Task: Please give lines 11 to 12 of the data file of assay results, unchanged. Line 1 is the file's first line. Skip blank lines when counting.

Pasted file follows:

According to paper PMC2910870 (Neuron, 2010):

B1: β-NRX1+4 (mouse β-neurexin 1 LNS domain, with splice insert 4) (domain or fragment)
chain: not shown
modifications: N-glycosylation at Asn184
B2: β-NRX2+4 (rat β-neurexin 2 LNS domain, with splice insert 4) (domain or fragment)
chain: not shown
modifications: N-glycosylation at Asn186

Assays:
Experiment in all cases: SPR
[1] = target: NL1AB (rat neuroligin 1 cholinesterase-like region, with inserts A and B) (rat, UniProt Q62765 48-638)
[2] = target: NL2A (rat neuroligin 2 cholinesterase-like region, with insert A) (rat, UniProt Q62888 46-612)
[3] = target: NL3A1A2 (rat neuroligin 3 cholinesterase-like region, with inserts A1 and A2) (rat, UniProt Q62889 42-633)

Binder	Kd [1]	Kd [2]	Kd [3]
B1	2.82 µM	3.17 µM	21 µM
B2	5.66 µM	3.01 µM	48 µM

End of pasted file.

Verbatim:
[2] = target: NL2A (rat neuroligin 2 cholinesterase-like region, with insert A) (rat, UniProt Q62888 46-612)
[3] = target: NL3A1A2 (rat neuroligin 3 cholinesterase-like region, with inserts A1 and A2) (rat, UniProt Q62889 42-633)